Prior to the 2012 season, wide receiver Mike Wallace turned down the Steelers’ offer of a 5 year, 42.5 million dollar contract extension. Realizing that Wallace had very big dollar signs in his eyes, they gave that extension to teammate Antonio Brown instead.
With so many decisions from the Steelers front office being questioned and criticized lately, this was one of their trademark strokes of genius (or maybe luck).
I’ll admit it now. At that time I loved Brown’s versatility as a special teamer and 2nd option in the passing game. However, I was worried that his slight frame and good (but not Wallace-like) speed would limit him to always just being a good number 2 receiver. I was (very) wrong.
In his first season after signing that extension, Brown had a solid year with 66 receptions for 787 yards and 5 touchdowns. He did miss 3 games in that season.
This season would be his biggest test though. Brown came into the season without Mike Wallace’s speed to take the top off the defense (and some attention away from Brown). The second biggest threat in the offense in Heath Miller missed the start of the season, and is just not appearing to be back to 100 percent. His second receiver, Emmanuel Sanders, isn’t the most reliable option in the world.
Antonio has stepped up in a huge way. As of this writing, Brown currently leads the NFL in receptions with 80, and trails only Calvin Johnson in yardage (who had 329 yards in one game this season). Brown, who’s been criticized slightly for not being much a red-zone threat also has a solid 6 touchdowns.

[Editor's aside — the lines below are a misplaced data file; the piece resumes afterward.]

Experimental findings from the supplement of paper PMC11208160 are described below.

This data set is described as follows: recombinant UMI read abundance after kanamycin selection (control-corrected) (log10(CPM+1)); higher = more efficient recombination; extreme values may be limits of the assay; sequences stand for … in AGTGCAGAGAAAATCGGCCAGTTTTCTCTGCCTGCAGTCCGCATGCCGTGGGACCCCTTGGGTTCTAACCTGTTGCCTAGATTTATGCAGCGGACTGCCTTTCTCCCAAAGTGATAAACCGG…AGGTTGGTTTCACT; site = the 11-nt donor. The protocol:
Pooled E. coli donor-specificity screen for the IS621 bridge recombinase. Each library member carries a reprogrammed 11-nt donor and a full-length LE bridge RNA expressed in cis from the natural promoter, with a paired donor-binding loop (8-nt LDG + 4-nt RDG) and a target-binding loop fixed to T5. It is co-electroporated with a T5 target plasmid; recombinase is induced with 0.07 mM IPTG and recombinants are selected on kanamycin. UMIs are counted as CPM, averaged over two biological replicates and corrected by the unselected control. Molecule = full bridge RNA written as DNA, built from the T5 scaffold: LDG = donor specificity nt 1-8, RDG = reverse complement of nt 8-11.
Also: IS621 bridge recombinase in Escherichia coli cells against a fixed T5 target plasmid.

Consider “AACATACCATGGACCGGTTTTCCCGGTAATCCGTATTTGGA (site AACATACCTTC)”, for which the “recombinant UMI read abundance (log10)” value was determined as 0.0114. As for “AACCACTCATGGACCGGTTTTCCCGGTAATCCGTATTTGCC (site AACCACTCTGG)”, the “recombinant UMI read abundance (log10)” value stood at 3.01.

That puts him on pace for about 116 catches, 1500 yards, and 8-9 touchdowns. That would surely make Brown not just a pro bowler, but an all-pro selection.
If you’re wondering where Brown stands with some former Steeler greats… Brown will join Hines Ward as only the 2nd receiver in franchise history to notch 85 or more receptions in a season. Hines did it 4 times. He could also possibly break the franchise yardage record of 1,398 yards set by Yancy Thigpen, and Hines’ record of 112 receptions in a season.
Prior to Sunday’s matchup, when Brown was asked if he thought cornerback Joe Haden would follow him around the field, he reponded “I hope so.” Haden, one of the NFL’s best cover corners, was coming off a game against Cincinnati where he limited A.J. Green to 2 receptions for 7 yards, and had 2 interceptions (returning one for a score).
Brown, like he has all season, stepped up to the tune of 6 catches for 92 yards and a touchdown. If Brown can do that to Joe Haden, he can do it to anyone. If the Steelers make the playoffs this season, it will be in large part because Antonio Brown helped get them their on his back.